Dreamweaver’s had it’s share of flack over the years and not all unwarranted, but this new beta looks to shed some of the baggage of its 19 year history with a refreshed user interface and a new code editor based on the Brackets codebase. For someone like me who spends most of the time in code view (and who has split their time between Brackets and Dreamweaver for the last year or so) there’s some nice new features in there that make it a more compelling environment for code-first users.
Adobe have just announced the new version of their Creative Suite software, CS5 adds a whole range of new features across the whole range of their applications.
As a web designer / developer it’s the updates to Dreamweaver CS5 that I’m most interested in. I’ve used Dreamweaver as my main development environment for years even though I’ve used it in a very code oriented way and haven’t relied much on the Design view mode in the application.;
Part of the reason I haven’t relied on the Design view aspect is that historically it was pretty poor at rendering more up to date HTML / CSS techniques. It was also unable to render the custom PHP code used in my own PHP applications or in any other PHP based CMS apps like WordPress, Drupal etc.;
Dreamweaver CS4 did bring some improvements with the addition of the WebKit framework as the rendering engine for Design view and Live view which solved a lot of the HTML / CSS rendering issues and added support for many of the CSS features that WebKit supports.
Improved PHP Code Hinting and Introspection, Live View
Dreamweaver CS5 takes those steps a good deal further and now adds greatly improved PHP Code Hinting which can discover your own PHP functions and classes as well as those in CMS frameworks WordPress, Drupal and Joomla. The major benefit of this for the Design view and Live view is that instead of a jumbled mess of un-renderable PHP and HTML code you get the actual site running right inside Dreamweaver.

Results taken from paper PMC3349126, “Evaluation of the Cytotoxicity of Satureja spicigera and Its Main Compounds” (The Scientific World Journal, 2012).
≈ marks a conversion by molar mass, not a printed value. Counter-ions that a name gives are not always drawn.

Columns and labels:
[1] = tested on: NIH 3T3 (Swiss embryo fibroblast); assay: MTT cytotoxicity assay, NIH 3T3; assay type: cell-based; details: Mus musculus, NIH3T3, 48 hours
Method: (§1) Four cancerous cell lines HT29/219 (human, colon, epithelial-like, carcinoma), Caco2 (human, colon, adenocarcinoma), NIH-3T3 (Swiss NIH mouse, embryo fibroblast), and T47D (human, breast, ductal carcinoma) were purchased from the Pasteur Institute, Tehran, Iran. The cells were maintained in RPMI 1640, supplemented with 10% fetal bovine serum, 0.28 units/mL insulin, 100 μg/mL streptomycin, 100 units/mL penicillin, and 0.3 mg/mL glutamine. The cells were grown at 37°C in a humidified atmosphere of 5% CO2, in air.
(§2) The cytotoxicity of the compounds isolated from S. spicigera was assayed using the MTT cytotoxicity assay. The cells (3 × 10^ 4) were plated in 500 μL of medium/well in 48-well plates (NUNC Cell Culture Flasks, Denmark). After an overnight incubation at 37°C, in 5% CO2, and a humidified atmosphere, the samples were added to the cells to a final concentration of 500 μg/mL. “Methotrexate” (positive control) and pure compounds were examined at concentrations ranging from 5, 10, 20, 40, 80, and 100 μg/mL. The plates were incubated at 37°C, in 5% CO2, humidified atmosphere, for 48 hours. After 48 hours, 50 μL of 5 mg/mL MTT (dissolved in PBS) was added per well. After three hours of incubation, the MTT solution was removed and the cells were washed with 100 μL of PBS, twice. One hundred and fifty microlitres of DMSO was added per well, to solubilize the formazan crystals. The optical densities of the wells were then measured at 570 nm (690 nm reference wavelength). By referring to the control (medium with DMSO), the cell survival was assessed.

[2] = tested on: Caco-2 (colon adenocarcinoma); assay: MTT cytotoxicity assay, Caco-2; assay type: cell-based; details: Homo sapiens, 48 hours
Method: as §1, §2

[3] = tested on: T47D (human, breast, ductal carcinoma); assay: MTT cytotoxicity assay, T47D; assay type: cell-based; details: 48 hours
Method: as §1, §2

When you combine this with the new Inspect mode you get the ability to inspect elements on your page and see the CSS properties used, it’s very similar to some of the features offered by the Firebug add-on for Firefox or Web Inspector inside Safari.
The combination of these features together make it a huge leap forward for code-based designer / developers like myself. If you’ve previously been put off by the rendering aspect of Dreamweaver before then it’s definitely worth checking out again.
What about HTML5, CSS3, Web font support?
There’s been a lot of noise about HTML5, CSS3 and Web Fonts (@font-face) in recent months, not least because of the prominent debate over Flash support on iPhone OS devices. A lot of people might expect Dreamweaver to add support for HTML5 and CSS3, however, at first glance you might be a bit disappointed.
David Powers over on the FoundationPHP blog wrote a great writeup of Dreamweaver CS5 in which he makes a valid point about the lack of prominent support for HTML5 and CSS3. The HTML5 and CSS3 standards are still evolving so it’s difficult for any IDE to add support for them without the risk of something changing or breaking, especially with the HTML5 standard.
Dreamweaver CS5 does however offer support for using the HTML5 doctype for your documents, also the WebKit framework used in Design view and Live view will also render many of the CSS3 features that the WebKit framework supports, so if you’re writing code by hand then you can still use and preview many of these CSS properties.
(The screenshot above shows https://suburbia.org.uk viewed right inside Dreamweaver’s Live View, note the TypeKit fonts rendering happily inside Dreamweaver’s WebKit based Live view).